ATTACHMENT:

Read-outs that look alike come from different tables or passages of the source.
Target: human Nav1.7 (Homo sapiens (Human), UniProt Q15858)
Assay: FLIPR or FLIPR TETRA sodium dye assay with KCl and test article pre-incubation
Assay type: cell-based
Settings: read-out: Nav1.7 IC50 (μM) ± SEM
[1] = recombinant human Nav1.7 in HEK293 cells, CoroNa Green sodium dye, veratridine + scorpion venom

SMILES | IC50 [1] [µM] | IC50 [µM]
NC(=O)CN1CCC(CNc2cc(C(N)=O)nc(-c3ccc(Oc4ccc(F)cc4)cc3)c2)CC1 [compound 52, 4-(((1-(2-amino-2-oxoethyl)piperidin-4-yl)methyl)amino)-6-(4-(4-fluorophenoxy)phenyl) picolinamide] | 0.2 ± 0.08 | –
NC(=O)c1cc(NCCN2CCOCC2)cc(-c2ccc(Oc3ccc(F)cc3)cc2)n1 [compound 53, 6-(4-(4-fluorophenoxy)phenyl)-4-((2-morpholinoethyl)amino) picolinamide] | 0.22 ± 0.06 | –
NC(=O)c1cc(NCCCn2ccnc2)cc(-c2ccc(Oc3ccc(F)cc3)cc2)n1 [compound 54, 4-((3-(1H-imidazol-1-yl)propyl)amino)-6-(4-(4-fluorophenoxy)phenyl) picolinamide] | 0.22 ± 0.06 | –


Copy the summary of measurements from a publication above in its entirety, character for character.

Read-outs that look alike come from different tables or passages of the source.
Target: human Nav1.7 (Homo sapiens (Human), UniProt Q15858)
Assay: FLIPR or FLIPR TETRA sodium dye assay with KCl and test article pre-incubation
Assay type: cell-based
Settings: read-out: Nav1.7 IC50 (μM) ± SEM
[1] = recombinant human Nav1.7 in HEK293 cells, CoroNa Green sodium dye, veratridine + scorpion venom

SMILES | IC50 [1] [µM] | IC50 [µM]
NC(=O)CN1CCC(CNc2cc(C(N)=O)nc(-c3ccc(Oc4ccc(F)cc4)cc3)c2)CC1 [compound 52, 4-(((1-(2-amino-2-oxoethyl)piperidin-4-yl)methyl)amino)-6-(4-(4-fluorophenoxy)phenyl) picolinamide] | 0.2 ± 0.08 | –
NC(=O)c1cc(NCCN2CCOCC2)cc(-c2ccc(Oc3ccc(F)cc3)cc2)n1 [compound 53, 6-(4-(4-fluorophenoxy)phenyl)-4-((2-morpholinoethyl)amino) picolinamide] | 0.22 ± 0.06 | –
NC(=O)c1cc(NCCCn2ccnc2)cc(-c2ccc(Oc3ccc(F)cc3)cc2)n1 [compound 54, 4-((3-(1H-imidazol-1-yl)propyl)amino)-6-(4-(4-fluorophenoxy)phenyl) picolinamide] | 0.22 ± 0.06 | –